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Eye-Fi Card – wow!

23rd April 2011

Innovative New Feature Makes the Eye-Fi Even More Valuable

 

A few months ago, I ran into Ziv Gillat, one of the co-founders of Eye-Fi at a photography trade show. His company developed a set of SD-cards that can send images directly from your digital camera to your personal computer by way of a local wi-fi network.

For background information about these cards, you can read the original review of the Eye-Fi from a few weeks ago here.

Anyway, Ziv was excited to tell me about a new feature that the company was developing. Finally last week, Eye-Fi unveiled a fascinating new capability for any of their X2 series cards.

With this free update, the Eye-Fi can now send images directly to a mobile device – either an iPhone, iPad or Android. By itself, this provides an automated way to backup your images.

On the mobile device, you’ll need to download and install either an iPhone/iPad app or an Android app. These free mobile apps (also provided by Eye-Fi) receive the images from the Eye-Fi card.

The apps provide another very useful feature – they let you resend the images to other online sites. And since they use cellular to upload, the mobile devices replace the personal computer.

To use the new capability which the company calls Direct Mode, I downloaded and installed an update to the included Eye-Fi Center software that is used to configure the SD-card. Using one of the dialogs, I added my iPhone and Android device to my list of supported wi-fi networks. Next I installed the Eye-Fi iPhone app from the iTunes website (and later the Android app from Market) and I was ready to give Direct Mode a try.


iPhone and iPad

 

First I inserted the Eye-Fi card into my DSLR camera and took a few pictures. Leaving the camera power on, I placed it about 20 feet from my iPhone. About ten minutes later, the images had been sent to my iPhone’s “Camera Roll” album.

The time to transfer the images will vary depending on the size (resolution) and number of taken. At this point, my iPhone now has a complete backup copy of the images on the Eye-Fi card. Now I can view the photos as if they were taken by the iPhone camera, except that they are full resolution that match the DSLR camera.

Using the iPhone Eye-Fi app, I can now select any or all of these images to share with the online sites. These include Facebook, Flickr, Mobile Me, Picassa, Eye-Fi View or a personal computer connected to the internet. I uploaded images to each of these sites to verify that the iPhone app was working as advertised.

My iPhone was outdoors away from my home wi-fi network, so the images were uploaded using the 3G network (cellular service). Had my wi-fi network been available, the images would have been uploaded via wi-fi.

Next I installed the Eye-Fi app on my iPad. And again the images were automatically sent from the Eye-Fi card in the camera to the iPad “Saved Photos” folder after a few minutes. The process worked flawlessly.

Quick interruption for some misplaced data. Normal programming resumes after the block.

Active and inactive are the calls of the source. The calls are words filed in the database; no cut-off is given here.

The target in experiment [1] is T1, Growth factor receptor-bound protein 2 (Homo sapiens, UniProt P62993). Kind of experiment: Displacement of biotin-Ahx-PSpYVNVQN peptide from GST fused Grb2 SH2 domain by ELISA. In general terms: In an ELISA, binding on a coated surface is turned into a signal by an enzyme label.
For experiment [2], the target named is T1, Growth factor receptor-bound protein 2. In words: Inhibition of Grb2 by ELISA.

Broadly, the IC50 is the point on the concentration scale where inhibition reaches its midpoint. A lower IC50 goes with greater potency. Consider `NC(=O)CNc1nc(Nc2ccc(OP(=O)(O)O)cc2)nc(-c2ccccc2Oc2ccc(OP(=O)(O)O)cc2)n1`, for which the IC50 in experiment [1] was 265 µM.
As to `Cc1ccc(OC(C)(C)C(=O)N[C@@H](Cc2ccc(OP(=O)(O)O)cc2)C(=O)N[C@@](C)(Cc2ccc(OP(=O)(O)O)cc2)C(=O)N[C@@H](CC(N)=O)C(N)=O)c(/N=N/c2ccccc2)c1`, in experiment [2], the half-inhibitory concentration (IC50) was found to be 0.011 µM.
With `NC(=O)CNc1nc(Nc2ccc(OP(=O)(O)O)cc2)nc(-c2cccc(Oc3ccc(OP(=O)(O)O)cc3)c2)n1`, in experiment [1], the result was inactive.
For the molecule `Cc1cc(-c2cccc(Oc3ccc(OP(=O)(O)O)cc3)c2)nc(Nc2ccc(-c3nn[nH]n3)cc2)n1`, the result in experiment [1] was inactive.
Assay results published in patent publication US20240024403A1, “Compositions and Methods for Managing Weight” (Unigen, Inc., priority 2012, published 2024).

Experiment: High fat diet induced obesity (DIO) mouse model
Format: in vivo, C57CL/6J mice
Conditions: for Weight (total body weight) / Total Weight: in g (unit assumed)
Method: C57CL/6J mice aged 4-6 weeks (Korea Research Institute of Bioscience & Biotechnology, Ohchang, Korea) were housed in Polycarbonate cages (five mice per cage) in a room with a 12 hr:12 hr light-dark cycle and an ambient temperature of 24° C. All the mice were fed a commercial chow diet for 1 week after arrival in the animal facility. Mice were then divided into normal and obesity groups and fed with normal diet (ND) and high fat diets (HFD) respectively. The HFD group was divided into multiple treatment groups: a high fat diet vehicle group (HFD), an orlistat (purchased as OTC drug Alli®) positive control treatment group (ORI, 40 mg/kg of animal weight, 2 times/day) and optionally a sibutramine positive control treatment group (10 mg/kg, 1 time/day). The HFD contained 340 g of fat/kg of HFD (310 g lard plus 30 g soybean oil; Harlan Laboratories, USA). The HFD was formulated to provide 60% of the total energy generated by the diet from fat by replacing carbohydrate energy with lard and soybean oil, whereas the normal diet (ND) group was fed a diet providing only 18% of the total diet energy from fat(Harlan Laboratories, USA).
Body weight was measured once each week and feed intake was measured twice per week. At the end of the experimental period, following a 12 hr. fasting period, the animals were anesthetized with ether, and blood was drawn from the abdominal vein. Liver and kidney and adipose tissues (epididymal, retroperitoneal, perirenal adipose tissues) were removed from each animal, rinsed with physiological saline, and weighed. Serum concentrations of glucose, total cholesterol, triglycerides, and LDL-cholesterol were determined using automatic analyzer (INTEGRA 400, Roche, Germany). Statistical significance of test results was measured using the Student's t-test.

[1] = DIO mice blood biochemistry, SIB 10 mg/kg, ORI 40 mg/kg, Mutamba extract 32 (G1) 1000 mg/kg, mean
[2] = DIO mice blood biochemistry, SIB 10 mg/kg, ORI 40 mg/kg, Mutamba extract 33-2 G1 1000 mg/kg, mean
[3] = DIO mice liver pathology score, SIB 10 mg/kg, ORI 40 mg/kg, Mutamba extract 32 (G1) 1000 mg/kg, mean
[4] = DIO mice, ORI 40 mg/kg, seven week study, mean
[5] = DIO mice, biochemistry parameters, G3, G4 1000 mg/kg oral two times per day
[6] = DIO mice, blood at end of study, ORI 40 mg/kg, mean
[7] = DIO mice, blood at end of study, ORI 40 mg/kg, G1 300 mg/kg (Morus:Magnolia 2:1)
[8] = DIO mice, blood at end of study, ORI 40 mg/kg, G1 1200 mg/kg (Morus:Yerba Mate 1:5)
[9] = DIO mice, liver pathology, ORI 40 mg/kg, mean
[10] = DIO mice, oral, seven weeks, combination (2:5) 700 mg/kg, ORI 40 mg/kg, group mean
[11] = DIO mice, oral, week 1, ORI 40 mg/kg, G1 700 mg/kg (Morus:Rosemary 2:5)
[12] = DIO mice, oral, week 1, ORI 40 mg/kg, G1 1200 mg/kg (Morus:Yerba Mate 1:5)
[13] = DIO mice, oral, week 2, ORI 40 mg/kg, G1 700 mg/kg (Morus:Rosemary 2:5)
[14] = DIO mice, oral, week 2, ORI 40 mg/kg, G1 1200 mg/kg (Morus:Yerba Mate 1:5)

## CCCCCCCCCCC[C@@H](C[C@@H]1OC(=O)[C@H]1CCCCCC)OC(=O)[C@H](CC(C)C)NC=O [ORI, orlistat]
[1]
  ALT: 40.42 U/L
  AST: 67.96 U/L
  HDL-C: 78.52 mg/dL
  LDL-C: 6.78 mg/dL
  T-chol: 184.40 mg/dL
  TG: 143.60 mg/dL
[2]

Android mobile device

 

For a second test, I inserted the Eye-Fi card into a point-and-shoot camera. Again I took a few more pictures and a short video with my point-and-shoot.

I turned on and started the Android app on the Samsung Tab. With the camera power still on, I placed the camera close to the Tab and in a few minutes, these new images and the video were sent to the Tab’s “Gallery” folder.

Using the Android Eye-Fi app, I selected a few photos and the video to share with Flickr.

The orange wi-fi icon at the top left corner of the Tab means that the Eye-Fi card is transferring the images to Flickr.

Note: In order to get the Eye-Fi card to send the images to the Samsung Tab, I had to turn the Tab off and then back on. I don’t know if this is a common problem, but I am now contacting Eye-Fi Customer Support to see if there is an easy way to solve this problem.


 

I’m impressed with how easy it is to use Direct Mode. I plan to use it to as a “lazy man’s” way to have an immediate backup for my photos. As a bonus, Eye-Fi makes this an alternative way to post high quality photos to online sites without first having to copy them to your personal computer.

To find out more about this innovative line of wireless SD-cards, visit Eye-Fi.

 

Please note that Stay Focused has no connection to Eye-Fi.

 

Written by Arnie Lee

 


3 Comments »

  1. This is awesome.
    You know these are going to start selling out at the stores.

    Comment by Dan — April 23, 2011 @ 12:43 pm

  2. Will be happy to see if they will soon upgrade/update this card or a new device to use with just a plain ol Windows Laptop.

    Comment by Jim — May 22, 2011 @ 10:45 pm

  3. Jim – I use the Eye-Fi card almost exclusively with a Windows notebook computer already. Works fine.

    Comment by Arnie Lee — May 27, 2011 @ 11:47 pm

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